Of course, none of this is surprising. Black African lives are simply not valued as highly as those of Westerners. The more favorable treatment accorded to Western Ebola patients compared to Africans afflicted with the same disease is just one example of this phenomenon. As Owen Jones writes:
"When aid workers have succumbed to Ebola, they have been invariably flown out and given ZMapp, an experimental drug that seems to have saved their lives. British nurse William Pooley is one and – having been flown out and saved – he wants to return. But this treatment is denied to Africans dying from an agonising hemorrhagic fever, which leaves victims bleeding on both the outside and the inside."Similar stories can be found relating to a number of issues. As the Catholic Bishops of Kenya noted in 2012, the aggressive promotion of contraception in African countries by wealthy Western organizations like the Bill & Melinda Gates Foundation, while millions of Africans are mired in poverty, is both insulting and dehumanizing. Such policies assume that the best way to solve the problem of poverty is to simply do away with the poor.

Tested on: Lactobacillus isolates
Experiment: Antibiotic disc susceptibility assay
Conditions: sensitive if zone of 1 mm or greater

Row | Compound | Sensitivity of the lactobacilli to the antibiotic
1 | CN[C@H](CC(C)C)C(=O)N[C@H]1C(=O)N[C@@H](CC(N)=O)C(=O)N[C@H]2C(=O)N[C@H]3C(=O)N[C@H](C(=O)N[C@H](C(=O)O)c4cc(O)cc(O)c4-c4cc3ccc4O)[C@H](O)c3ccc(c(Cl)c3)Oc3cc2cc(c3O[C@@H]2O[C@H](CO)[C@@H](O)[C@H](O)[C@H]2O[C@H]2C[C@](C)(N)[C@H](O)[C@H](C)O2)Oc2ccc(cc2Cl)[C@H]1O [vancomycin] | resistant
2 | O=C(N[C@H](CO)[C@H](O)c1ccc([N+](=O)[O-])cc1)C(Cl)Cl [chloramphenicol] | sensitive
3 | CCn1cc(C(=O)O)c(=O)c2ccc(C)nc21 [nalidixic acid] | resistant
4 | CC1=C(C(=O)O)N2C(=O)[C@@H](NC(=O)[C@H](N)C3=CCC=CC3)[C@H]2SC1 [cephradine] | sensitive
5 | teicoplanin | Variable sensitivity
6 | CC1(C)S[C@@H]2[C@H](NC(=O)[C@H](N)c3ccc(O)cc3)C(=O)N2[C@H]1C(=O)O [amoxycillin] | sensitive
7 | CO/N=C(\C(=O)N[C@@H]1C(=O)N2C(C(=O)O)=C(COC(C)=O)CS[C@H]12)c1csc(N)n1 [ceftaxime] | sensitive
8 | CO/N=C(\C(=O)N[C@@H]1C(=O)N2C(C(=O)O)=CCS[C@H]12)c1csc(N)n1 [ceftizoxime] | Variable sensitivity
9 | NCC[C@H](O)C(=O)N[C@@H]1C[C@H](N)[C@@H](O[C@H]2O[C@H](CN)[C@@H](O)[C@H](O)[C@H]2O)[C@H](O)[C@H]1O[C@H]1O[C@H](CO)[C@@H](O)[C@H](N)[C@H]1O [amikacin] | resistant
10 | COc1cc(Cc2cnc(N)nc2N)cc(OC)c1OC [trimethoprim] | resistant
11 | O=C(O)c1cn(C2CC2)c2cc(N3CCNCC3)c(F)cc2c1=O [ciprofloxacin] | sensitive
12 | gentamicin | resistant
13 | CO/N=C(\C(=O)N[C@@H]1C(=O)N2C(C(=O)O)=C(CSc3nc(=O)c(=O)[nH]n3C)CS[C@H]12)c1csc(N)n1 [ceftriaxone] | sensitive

There is little discussion of alternatives such as native African control of natural resources, as this would clash with the neoliberal Washington Consensus that denies to poor countries those same national development strategies used by the rich nations when they were in the process of industrialization. African countries are thus left with few palatable policy choices, and most countries are forced to adopt a neoliberal model. African life becomes a secondary or even tertiary concern, if it is even on the table at all. An outcome that is all too familiar to the people of Africa.